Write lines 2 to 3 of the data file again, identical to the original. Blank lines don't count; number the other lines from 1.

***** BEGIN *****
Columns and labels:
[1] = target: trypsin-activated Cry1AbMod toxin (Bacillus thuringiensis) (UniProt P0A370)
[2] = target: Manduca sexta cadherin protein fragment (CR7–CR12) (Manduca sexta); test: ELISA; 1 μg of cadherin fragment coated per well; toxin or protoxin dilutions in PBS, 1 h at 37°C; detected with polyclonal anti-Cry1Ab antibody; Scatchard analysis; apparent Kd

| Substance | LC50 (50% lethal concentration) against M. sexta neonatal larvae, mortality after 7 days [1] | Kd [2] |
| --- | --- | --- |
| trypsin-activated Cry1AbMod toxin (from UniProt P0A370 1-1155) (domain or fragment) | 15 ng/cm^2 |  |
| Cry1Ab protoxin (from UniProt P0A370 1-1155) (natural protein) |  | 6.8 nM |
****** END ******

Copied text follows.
[1] = target: trypsin-activated Cry1AbMod toxin (Bacillus thuringiensis) (UniProt P0A370)
[2] = target: Manduca sexta cadherin protein fragment (CR7–CR12) (Manduca sexta); test: ELISA; 1 μg of cadherin fragment coated per well; toxin or protoxin dilutions in PBS, 1 h at 37°C; detected with polyclonal anti-Cry1Ab antibody; Scatchard analysis; apparent Kd